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Cognitive screening for silent cerebral infarction in children with sickle cell disease.

by Desiree A White, Asif Moinuddin, Robert C McKinstry, Michael Noetzel, Melissa Armstrong, Michael DeBaun
Journal of pediatric hematology/oncology ()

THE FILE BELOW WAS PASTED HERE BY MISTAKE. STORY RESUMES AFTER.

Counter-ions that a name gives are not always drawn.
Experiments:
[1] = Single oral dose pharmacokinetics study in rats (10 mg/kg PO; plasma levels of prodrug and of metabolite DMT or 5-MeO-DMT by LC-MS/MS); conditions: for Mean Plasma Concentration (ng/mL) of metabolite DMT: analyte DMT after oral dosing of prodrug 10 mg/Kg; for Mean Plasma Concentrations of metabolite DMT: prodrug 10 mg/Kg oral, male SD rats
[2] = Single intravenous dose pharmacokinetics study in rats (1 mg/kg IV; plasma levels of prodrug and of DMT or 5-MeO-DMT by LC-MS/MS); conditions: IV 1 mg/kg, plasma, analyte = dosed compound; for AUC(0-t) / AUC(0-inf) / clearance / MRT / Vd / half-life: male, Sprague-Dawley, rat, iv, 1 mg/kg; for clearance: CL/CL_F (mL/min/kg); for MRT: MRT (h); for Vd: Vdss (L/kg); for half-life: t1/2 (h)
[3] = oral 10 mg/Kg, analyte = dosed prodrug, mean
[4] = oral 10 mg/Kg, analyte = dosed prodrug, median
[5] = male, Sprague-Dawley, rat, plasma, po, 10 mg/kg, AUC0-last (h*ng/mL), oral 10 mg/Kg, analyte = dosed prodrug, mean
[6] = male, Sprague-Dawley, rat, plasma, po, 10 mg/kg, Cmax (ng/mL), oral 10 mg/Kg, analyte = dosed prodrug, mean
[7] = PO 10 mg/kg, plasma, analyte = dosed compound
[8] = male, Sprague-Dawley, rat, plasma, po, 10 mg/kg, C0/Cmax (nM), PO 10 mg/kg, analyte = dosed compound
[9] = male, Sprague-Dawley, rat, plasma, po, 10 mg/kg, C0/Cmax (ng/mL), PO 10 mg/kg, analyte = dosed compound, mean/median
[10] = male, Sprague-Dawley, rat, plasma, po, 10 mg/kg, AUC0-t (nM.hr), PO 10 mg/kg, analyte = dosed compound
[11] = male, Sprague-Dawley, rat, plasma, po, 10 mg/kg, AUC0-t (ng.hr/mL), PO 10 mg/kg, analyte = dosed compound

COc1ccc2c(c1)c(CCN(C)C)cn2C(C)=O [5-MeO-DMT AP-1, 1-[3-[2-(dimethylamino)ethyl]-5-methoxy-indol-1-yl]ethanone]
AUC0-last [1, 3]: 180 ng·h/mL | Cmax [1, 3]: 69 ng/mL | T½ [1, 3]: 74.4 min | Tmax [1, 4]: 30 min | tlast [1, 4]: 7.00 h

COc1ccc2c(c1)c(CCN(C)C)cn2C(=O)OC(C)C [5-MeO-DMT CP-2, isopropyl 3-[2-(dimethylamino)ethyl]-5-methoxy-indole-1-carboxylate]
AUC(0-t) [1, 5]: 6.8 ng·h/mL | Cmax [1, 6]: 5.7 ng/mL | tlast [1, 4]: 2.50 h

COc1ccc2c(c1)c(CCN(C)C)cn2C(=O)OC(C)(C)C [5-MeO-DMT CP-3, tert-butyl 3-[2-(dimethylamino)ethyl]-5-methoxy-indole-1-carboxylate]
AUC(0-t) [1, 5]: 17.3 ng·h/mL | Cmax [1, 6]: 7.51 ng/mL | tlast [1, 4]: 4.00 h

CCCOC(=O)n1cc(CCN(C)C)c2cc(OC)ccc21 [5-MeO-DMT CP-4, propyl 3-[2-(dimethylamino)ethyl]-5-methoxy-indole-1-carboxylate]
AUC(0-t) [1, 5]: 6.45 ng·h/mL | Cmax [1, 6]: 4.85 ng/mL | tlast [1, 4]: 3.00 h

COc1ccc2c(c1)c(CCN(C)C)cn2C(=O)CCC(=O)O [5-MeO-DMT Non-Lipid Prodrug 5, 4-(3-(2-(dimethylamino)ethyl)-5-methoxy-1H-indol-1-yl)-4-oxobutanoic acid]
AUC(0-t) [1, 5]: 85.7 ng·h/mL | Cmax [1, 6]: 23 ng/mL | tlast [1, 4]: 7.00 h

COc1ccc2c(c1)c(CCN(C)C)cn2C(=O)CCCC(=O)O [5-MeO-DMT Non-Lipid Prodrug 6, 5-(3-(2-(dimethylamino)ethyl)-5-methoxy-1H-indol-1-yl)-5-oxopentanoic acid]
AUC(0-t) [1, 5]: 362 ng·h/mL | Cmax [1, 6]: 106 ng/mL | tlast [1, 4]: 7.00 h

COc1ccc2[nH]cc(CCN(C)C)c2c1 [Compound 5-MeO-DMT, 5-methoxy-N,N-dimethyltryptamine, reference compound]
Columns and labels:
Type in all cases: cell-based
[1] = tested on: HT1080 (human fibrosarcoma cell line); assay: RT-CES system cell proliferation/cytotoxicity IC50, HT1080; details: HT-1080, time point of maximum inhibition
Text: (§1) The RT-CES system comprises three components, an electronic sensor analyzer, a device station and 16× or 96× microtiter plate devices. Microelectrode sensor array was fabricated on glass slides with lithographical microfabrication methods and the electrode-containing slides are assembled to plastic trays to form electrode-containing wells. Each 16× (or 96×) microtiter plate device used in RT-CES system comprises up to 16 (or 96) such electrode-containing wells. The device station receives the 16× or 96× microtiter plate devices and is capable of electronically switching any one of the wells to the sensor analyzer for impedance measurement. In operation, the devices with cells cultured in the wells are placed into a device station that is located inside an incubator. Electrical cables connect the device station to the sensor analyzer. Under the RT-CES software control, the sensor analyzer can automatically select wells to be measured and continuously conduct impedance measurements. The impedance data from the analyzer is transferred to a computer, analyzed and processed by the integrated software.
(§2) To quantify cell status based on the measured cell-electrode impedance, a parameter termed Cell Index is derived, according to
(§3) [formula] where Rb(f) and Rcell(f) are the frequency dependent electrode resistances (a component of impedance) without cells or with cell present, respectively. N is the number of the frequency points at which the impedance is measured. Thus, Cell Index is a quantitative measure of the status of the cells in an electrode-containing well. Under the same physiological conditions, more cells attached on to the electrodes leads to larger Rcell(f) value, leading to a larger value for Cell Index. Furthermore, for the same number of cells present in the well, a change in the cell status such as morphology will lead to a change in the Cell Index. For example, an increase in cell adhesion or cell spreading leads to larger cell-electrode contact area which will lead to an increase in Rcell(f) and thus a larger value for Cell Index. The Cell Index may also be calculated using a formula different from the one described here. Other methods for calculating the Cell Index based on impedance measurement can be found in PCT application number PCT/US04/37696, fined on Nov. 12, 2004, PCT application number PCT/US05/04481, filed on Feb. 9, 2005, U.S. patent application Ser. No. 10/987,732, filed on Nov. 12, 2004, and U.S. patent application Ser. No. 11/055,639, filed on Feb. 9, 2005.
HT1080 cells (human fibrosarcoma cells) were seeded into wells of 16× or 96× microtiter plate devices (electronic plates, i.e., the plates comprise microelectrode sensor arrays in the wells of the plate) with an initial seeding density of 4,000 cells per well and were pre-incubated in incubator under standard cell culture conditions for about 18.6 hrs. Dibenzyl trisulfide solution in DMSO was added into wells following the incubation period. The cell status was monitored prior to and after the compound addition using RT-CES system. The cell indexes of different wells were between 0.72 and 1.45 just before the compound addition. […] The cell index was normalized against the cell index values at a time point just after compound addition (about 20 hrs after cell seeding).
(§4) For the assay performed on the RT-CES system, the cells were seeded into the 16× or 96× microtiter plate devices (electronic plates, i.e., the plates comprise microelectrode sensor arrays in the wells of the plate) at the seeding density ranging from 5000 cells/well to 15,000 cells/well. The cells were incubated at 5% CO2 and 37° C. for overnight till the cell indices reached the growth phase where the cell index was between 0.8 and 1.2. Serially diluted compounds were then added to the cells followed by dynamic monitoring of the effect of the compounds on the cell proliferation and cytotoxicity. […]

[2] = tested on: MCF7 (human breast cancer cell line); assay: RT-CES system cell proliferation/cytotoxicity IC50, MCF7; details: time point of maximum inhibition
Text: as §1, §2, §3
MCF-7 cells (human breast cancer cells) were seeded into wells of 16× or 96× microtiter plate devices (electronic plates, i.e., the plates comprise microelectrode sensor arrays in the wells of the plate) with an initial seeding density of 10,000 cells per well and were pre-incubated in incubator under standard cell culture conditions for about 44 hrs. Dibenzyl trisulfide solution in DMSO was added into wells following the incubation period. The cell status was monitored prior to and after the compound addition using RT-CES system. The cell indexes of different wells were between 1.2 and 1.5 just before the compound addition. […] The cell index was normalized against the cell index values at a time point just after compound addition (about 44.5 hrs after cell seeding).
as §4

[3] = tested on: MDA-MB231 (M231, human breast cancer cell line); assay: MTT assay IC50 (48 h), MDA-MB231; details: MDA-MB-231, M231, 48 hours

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Silent cerebral infarctions have been shown to cause major morbidity in children with sickle cell disease, suggesting that silent infarctions are not as "silent" as once thought. The current definition of silent infarction includes signal changes on magnetic resonance imaging, the absence of overt abnormalities on neurologic examination, and no history of focal neurologic event. Using a decision tree algorithm, we identified a cognitive profile distinguishing children with (n=16) and without (n=49) silent infarctions. The best model combined learning slope from the California Verbal Learning Test-Children's Version and Block Design from the Wechsler Abbreviated Scale of Intelligence. Accuracy was 75%, with 75% sensitivity and 76% specificity. Administration of a brief cognitive battery may be the most feasible approach to screen for silent infarctions in children with sickle cell disease.

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